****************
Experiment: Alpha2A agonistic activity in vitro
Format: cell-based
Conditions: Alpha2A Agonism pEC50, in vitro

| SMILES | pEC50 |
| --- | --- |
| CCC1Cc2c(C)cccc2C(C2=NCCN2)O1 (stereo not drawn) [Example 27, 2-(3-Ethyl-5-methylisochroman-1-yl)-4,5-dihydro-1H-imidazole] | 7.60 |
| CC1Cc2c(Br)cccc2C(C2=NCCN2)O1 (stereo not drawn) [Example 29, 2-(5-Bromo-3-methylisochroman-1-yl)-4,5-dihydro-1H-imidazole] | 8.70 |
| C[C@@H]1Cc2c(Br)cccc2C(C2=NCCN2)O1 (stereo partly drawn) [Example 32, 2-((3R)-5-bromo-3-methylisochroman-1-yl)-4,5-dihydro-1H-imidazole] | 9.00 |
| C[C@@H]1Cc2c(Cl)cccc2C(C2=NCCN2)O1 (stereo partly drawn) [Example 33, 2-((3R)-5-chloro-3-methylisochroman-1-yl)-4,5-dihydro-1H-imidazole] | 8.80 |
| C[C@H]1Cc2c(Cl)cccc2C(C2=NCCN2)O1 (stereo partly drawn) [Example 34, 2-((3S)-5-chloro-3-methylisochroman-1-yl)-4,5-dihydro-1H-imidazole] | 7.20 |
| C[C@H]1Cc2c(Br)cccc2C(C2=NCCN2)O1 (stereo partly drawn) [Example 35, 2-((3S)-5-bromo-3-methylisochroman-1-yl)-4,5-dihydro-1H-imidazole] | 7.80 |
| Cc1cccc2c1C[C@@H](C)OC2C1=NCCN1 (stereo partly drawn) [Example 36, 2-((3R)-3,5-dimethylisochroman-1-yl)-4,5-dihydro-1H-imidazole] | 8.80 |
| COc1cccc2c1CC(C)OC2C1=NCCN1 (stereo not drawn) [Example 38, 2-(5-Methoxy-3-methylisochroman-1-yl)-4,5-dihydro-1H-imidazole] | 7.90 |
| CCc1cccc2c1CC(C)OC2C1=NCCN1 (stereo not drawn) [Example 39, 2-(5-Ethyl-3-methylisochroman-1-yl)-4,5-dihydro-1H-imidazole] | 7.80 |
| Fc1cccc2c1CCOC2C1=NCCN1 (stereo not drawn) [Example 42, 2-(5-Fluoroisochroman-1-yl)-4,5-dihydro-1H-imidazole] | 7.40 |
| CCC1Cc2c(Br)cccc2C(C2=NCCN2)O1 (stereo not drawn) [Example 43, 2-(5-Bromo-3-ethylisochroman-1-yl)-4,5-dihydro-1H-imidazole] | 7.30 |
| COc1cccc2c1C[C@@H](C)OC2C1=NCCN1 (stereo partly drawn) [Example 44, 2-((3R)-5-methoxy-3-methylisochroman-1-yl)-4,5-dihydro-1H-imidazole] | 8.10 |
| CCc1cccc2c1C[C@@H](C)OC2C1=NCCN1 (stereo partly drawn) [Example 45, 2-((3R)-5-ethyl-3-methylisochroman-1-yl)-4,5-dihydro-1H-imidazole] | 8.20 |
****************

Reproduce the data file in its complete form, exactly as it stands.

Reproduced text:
Experiment: Alpha2A agonistic activity in vitro
Format: cell-based
Conditions: Alpha2A Agonism pEC50, in vitro

| SMILES | pEC50 |
| --- | --- |
| CCC1Cc2c(C)cccc2C(C2=NCCN2)O1 (stereo not drawn) [Example 27, 2-(3-Ethyl-5-methylisochroman-1-yl)-4,5-dihydro-1H-imidazole] | 7.60 |
| CC1Cc2c(Br)cccc2C(C2=NCCN2)O1 (stereo not drawn) [Example 29, 2-(5-Bromo-3-methylisochroman-1-yl)-4,5-dihydro-1H-imidazole] | 8.70 |
| C[C@@H]1Cc2c(Br)cccc2C(C2=NCCN2)O1 (stereo partly drawn) [Example 32, 2-((3R)-5-bromo-3-methylisochroman-1-yl)-4,5-dihydro-1H-imidazole] | 9.00 |
| C[C@@H]1Cc2c(Cl)cccc2C(C2=NCCN2)O1 (stereo partly drawn) [Example 33, 2-((3R)-5-chloro-3-methylisochroman-1-yl)-4,5-dihydro-1H-imidazole] | 8.80 |
| C[C@H]1Cc2c(Cl)cccc2C(C2=NCCN2)O1 (stereo partly drawn) [Example 34, 2-((3S)-5-chloro-3-methylisochroman-1-yl)-4,5-dihydro-1H-imidazole] | 7.20 |
| C[C@H]1Cc2c(Br)cccc2C(C2=NCCN2)O1 (stereo partly drawn) [Example 35, 2-((3S)-5-bromo-3-methylisochroman-1-yl)-4,5-dihydro-1H-imidazole] | 7.80 |
| Cc1cccc2c1C[C@@H](C)OC2C1=NCCN1 (stereo partly drawn) [Example 36, 2-((3R)-3,5-dimethylisochroman-1-yl)-4,5-dihydro-1H-imidazole] | 8.80 |
| COc1cccc2c1CC(C)OC2C1=NCCN1 (stereo not drawn) [Example 38, 2-(5-Methoxy-3-methylisochroman-1-yl)-4,5-dihydro-1H-imidazole] | 7.90 |
| CCc1cccc2c1CC(C)OC2C1=NCCN1 (stereo not drawn) [Example 39, 2-(5-Ethyl-3-methylisochroman-1-yl)-4,5-dihydro-1H-imidazole] | 7.80 |
| Fc1cccc2c1CCOC2C1=NCCN1 (stereo not drawn) [Example 42, 2-(5-Fluoroisochroman-1-yl)-4,5-dihydro-1H-imidazole] | 7.40 |
| CCC1Cc2c(Br)cccc2C(C2=NCCN2)O1 (stereo not drawn) [Example 43, 2-(5-Bromo-3-ethylisochroman-1-yl)-4,5-dihydro-1H-imidazole] | 7.30 |
| COc1cccc2c1C[C@@H](C)OC2C1=NCCN1 (stereo partly drawn) [Example 44, 2-((3R)-5-methoxy-3-methylisochroman-1-yl)-4,5-dihydro-1H-imidazole] | 8.10 |
| CCc1cccc2c1C[C@@H](C)OC2C1=NCCN1 (stereo partly drawn) [Example 45, 2-((3R)-5-ethyl-3-methylisochroman-1-yl)-4,5-dihydro-1H-imidazole] | 8.20 |